Automotive power conversion solutions frequently use a step-down dc/dc converter connected to the vehicle battery, switching at a frequency below the Radio MW band (i.e. < 530kHz), plus downstream dc/dc converters (e.g. a power management IC, PMIC) switching above the MW band  (i.e. > 1.7MHz). It can be desirable to synchronize their clock frequencies, to make the emissions spectrum predictable during test and production. Synchronizing clocks to a central clock source can also prevent them interfering with sensitive analogue or digital sections of the overall system. Alternatively, multiple dc/dc converters can be all powered off the vehicle battery, each one switching below the MW band. To reduce the MW band harmonics, then synchronizing their clocks out-of-phase can be desirable.
First Application – Single dc/dc plus PMIC
In the first automotive application, Figure 1, the PMIC outputs its own self-generated switching frequency clock of 2.2MHz (above the MW band) and this is to be divided down to clock the TPS54360-Q1 at a frequency below the MW Band. Dividing by four gives 550kHz, which is within the MW band. Dividing by eight (the next power of two) would give a low switching frequency of 275kHz. Dividing by five gives a frequency of 440kHz, just below the MW band. The goal is to use as high a switching frequency as possible to minimize passives’ sizes (the inductor’s size is inversely proportional to switching frequency), whilst placing the fundamental below the MW Band. Dividing a clock by non-powers of two requires a bit more thought. In this particular application the solution needs to be low cost, robust and the ICs automotive-qualified. There is no requirement for the clock to have a 1:1 mark-to-space ratio, which simplifies the solution.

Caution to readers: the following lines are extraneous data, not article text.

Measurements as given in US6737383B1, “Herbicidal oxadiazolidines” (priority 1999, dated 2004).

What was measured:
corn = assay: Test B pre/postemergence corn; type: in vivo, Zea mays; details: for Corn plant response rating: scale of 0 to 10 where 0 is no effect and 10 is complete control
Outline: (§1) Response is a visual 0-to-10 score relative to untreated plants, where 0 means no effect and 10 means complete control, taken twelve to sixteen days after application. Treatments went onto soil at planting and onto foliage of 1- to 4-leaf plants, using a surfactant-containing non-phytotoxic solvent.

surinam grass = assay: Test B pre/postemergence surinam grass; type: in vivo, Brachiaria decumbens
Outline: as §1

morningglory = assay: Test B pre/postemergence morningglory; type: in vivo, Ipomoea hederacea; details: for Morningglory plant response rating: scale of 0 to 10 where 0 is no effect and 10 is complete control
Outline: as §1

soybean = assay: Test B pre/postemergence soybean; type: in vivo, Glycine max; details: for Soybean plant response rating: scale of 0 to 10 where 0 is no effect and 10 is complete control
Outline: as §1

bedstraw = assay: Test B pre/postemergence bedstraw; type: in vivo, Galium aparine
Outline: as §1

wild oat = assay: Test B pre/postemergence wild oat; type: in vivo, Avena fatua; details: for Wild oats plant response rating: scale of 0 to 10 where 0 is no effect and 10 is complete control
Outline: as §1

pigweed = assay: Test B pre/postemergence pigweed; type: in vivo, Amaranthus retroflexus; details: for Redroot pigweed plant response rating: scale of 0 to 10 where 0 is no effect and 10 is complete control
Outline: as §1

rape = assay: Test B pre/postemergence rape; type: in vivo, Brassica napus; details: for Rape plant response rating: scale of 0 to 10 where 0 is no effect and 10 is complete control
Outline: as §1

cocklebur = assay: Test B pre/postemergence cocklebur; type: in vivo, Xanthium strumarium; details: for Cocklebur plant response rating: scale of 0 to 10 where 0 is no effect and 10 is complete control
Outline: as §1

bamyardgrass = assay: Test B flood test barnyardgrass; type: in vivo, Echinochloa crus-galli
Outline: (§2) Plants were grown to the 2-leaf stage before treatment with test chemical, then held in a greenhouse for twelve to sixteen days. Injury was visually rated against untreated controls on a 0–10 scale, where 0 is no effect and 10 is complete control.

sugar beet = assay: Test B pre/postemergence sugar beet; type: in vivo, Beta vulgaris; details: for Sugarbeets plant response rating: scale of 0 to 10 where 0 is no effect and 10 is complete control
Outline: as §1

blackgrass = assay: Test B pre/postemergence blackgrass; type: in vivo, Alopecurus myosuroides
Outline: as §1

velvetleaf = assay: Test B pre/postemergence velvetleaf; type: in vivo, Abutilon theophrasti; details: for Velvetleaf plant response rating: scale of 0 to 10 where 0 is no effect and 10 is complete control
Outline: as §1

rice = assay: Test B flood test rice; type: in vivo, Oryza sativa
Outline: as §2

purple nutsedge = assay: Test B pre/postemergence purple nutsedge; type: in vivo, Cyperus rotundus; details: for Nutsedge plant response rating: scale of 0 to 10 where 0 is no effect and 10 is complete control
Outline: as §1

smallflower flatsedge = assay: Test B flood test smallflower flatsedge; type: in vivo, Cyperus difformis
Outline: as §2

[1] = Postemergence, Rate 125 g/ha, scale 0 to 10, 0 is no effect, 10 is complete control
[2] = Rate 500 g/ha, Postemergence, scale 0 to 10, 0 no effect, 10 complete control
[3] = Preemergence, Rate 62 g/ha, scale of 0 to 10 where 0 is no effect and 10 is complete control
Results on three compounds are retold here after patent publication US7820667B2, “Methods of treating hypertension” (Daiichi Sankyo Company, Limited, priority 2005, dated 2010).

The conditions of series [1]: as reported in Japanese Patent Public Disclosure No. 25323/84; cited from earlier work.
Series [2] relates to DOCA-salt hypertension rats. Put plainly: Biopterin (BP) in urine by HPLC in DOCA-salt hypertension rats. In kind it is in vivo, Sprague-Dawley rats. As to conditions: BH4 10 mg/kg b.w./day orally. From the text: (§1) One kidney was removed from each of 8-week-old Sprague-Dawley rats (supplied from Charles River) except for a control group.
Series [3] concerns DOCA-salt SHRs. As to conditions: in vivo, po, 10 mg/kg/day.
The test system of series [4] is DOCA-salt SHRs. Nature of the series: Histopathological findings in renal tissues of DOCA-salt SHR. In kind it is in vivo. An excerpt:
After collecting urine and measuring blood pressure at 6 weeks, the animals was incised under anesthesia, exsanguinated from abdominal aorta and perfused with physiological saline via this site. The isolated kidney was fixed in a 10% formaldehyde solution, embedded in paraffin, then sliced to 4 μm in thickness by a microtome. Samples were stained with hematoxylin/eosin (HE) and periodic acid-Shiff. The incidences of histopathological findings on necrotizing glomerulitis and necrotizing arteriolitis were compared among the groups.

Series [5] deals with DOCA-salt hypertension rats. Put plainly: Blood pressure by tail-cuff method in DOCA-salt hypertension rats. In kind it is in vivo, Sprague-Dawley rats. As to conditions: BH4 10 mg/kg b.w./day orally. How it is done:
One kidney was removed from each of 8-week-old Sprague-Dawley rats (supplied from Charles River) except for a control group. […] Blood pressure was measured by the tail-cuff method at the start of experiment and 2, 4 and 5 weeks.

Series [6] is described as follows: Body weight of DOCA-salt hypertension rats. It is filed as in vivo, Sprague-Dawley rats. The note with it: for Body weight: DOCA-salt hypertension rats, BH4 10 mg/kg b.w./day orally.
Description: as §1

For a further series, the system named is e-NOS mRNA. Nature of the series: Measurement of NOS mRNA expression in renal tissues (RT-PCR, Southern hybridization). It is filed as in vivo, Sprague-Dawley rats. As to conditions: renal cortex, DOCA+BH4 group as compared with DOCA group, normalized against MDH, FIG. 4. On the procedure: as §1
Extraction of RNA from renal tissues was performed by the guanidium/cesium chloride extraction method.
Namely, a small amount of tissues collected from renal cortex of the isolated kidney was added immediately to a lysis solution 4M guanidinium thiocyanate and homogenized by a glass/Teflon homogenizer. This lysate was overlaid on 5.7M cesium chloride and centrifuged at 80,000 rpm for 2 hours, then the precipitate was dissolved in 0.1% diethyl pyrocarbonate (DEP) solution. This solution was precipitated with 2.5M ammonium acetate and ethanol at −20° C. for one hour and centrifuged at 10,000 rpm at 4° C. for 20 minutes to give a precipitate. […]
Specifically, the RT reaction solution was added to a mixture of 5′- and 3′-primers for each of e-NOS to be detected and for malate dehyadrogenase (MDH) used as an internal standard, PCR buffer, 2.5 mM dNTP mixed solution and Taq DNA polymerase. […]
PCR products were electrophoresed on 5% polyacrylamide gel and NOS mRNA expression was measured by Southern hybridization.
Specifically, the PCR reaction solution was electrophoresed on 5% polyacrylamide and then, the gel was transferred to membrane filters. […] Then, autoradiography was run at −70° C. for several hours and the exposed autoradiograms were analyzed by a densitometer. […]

The Clock Divider
Using a decade